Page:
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  1. P. Osti, S. Aalto and P. Lassila, Flow-level Modeling and Optimization of Intercell Coordination with Dynamic TDD, in Proceedings of the 10th ACM International Symposium on QoS and Security for Wireless and Mobile Networks, 2014 (pdf)(bib)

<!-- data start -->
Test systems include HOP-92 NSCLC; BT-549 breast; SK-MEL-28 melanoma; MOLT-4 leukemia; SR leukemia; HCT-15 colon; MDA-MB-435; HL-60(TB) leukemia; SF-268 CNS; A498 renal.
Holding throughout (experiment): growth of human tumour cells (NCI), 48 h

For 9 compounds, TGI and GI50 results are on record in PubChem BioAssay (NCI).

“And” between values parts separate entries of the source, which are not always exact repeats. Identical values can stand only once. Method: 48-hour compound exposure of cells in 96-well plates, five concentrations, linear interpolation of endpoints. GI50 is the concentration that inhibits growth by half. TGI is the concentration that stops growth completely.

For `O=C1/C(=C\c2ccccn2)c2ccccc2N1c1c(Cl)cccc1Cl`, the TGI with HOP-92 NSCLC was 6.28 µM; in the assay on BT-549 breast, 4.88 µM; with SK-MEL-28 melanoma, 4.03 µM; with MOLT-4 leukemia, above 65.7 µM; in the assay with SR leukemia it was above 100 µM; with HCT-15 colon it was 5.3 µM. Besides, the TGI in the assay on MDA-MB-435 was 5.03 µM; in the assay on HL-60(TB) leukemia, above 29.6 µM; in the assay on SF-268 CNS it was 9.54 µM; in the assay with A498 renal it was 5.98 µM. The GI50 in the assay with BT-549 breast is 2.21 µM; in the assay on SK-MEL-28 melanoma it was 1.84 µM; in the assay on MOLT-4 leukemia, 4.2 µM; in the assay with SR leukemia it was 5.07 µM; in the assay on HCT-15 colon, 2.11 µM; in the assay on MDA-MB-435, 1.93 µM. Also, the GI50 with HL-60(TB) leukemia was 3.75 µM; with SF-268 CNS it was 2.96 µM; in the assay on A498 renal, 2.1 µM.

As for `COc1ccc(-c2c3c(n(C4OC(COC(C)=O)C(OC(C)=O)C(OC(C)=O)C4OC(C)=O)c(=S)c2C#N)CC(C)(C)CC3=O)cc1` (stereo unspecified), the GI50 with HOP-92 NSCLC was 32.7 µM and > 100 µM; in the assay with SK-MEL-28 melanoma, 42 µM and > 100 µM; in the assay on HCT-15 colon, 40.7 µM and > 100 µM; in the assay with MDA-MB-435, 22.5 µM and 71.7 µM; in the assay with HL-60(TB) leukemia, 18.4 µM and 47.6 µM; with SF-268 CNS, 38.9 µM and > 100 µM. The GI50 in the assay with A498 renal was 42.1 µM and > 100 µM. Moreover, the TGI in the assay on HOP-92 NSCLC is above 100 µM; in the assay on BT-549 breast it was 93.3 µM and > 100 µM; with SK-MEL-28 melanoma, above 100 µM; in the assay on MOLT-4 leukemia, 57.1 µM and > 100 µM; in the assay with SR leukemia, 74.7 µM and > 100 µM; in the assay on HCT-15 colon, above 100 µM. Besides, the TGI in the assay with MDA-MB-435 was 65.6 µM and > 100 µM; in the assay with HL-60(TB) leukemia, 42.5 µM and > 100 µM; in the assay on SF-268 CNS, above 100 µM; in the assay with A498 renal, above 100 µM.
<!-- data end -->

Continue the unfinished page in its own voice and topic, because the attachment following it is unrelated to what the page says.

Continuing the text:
Abstract: We study the intercell coordination problem between two interfering cells combined with dynamic time-division duplexing (TDD). In dynamic TDD, each station selects in each time slot whether it is serving uplink (u) or downlink (d) traffic. Thus, the system has four possible operation modes (uu, ud, du, dd). The amount of intercell interference between the stations clearly depends on the operation mode. We consider a flow-level model where traffic consists of elastic data flows in both cells (cells 1 and 2) and in both directions (uplink and downlink). We first characterize the maximal stability region, and then determine the optimal static (i.e., state-independent) policy. Our main objective is to analyze the potential gains from applying dynamic (i.e., state-dependent) policies, where the chosen operation mode depends on the instantaneous state of the system. To this end, motivated by certain stochastic optimality results in the literature, we define several priority policies. As a reference policy, we have the well-known max-weight policy, and we also develop another dynamic policy by applying the policy iteration algorithm. Notably we prove that certain simple priority policies are, in fact, stochastically optimal in some special cases, but which policy is optimal depends on the setting. To study the exact performance gains achieved by the dynamic policies, we perform extensive simulations. While our stochastic optimality results require exponential service times, in the simulations, we also study the impact of nonexponential service times and consider a physical model where the service time distribution is determined by the joint distribution of flow sizes and the random location of the corresponding user in the cell area. The max-weight policy is, as expected, performing well but the various priority policies are sometimes better and even optimal. Jointly the results indicate that dynamic policies give significant performance gains compared with the optimal static policy.